The Office of Diversity and Leadership provides oversight, leadership, and policy guidance for development of a Model EEO Program at four District offices located at Fort Worth and Galveston, Texas; Tulsa, Oklahoma; and Little Rock, Arkansas. The Office of Diversity and Leadership works proactively to enhance the employment of women, minorities, veterans, and people with disabilities to reflect the rich diversity of the Nation and provides a full and fair opportunity for all employees, applicants and customers regardless of race, color, religion, national origin, gender, age, disability, sexual orientation, or genetic information.

Gray’s previous position was the Chief of EEO for the U.S. Army Corps of Engineers, Fort Worth District. He was responsible for overseeing the district’s EEO Program.

Outside of work Gray enjoys spending time with his son, playing Texas Hold ‘em, and traveling. Last year he traveled to New Orleans, Las Vegas and the Bahamas. He hopes to go to Puerto Vallarta in 2018.

Gray, a four year USACE team member shared some of his thoughts on African American/Black History Month, his career, the military and more.

The African American Black History Month theme this year is “African Americans in Times of War.”

Q. What are your thoughts on this year’s Black History Month theme and the immeasurable impact African Americans have had on the history of the United States?

A. I think about how African American Soldiers have a long distinguished history in the United States military. I simply couldn’t be any prouder. This is a great way to honor our long storied involvement in the U.S. Military.

Q. Having served in the Army you’re part of that distinguished history. Can you talk about your service and how it helped shape who and where you are now?

A. The Army helped solidify my values and guide the way that I carry myself in every situation. I instinctively inherited values from my family but I didn’t realize how important they were until I joined the Army. Beginning the first day of basic training, the Army teaches you how live the seven Army Values. Those values are Loyalty, Duty, Respect, Selfless Service, Honor, Integrity, and Personal Courage. I’ve been out of the Army for several years now but still apply those values to my daily life as well as work to instill them in my son.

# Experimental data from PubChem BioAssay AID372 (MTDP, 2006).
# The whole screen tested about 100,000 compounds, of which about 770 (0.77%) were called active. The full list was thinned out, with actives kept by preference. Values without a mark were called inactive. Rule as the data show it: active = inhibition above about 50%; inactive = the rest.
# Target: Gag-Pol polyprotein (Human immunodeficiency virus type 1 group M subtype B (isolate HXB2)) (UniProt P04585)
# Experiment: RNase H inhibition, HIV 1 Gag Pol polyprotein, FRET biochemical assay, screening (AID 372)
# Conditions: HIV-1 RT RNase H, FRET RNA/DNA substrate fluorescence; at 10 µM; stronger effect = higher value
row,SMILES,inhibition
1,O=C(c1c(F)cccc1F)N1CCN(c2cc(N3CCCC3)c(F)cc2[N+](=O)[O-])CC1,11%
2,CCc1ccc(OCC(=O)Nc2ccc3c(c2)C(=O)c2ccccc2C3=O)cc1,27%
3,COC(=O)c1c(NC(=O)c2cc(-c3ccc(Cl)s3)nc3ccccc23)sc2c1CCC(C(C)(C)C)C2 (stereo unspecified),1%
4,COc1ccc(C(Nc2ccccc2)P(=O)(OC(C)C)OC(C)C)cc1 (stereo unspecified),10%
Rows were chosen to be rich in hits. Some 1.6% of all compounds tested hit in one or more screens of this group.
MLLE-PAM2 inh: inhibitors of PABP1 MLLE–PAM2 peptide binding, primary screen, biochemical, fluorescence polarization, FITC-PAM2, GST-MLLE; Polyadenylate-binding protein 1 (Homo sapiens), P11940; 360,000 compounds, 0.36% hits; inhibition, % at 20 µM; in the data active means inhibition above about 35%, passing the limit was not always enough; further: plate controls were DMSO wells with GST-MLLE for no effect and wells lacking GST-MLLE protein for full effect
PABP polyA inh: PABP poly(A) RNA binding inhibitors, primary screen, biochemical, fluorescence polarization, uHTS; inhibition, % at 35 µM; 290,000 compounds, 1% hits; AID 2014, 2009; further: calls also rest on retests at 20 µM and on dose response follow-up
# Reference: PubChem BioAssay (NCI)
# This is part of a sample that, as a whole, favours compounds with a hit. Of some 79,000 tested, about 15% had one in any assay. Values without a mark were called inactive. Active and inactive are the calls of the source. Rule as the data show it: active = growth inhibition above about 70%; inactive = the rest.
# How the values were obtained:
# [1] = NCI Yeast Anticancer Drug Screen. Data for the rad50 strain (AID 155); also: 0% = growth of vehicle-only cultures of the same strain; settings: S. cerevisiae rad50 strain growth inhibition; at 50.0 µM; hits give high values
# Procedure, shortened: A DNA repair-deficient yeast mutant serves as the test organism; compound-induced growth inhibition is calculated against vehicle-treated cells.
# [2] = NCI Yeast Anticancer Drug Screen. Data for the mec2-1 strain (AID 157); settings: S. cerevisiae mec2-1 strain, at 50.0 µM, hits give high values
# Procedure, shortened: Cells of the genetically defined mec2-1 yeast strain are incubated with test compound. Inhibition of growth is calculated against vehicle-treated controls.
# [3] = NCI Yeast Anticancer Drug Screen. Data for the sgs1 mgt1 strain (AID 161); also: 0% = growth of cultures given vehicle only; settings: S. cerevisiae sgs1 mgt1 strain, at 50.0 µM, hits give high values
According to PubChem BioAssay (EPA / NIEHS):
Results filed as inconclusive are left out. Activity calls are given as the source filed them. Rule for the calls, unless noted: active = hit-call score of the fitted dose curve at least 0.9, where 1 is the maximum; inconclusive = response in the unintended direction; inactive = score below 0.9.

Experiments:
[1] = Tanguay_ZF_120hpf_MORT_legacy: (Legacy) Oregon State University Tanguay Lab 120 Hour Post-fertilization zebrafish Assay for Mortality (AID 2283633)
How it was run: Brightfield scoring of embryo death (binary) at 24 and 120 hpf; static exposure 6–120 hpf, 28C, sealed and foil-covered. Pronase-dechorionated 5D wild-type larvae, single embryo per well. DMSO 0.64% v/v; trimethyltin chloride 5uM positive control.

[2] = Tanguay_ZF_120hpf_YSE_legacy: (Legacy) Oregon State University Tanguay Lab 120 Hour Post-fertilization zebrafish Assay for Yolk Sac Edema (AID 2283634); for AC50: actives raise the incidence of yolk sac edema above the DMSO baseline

Q. Is there someone who inspired you to join the military or that you would call a mentor?

A. My brother convinced me to join the Army. He said let’s just sign up for two years of Active Duty and see what happens. I ended up serving for 22 years. My brother is still in the Army.

Q. What advice would you share with teenagers considering joining the military or civil service?

A. The military is a great opportunity to develop and explore. Things like pay and medical coverage are the tangible benefits you’ll receive, but I’m here to tell you the friendships and bonds you’ll make in the military will far exceed your expectations.
Keep an open mind, every situation isn’t perfect, but don’t quit.

Q. What has been your most memorable experience in the military or federal government that you’d like to highlight?

A. That’s tough for me to answer. I’ve been an extreme extrovert my whole life. I go full speed into every new situation expecting it to be the best. I feel like I’ve turned every assignment and situation into a memorable learning experience.

If I had to pick one shining moment it would be my selection for Special Operations Aviation Command because of how challenging the qualification assessment was.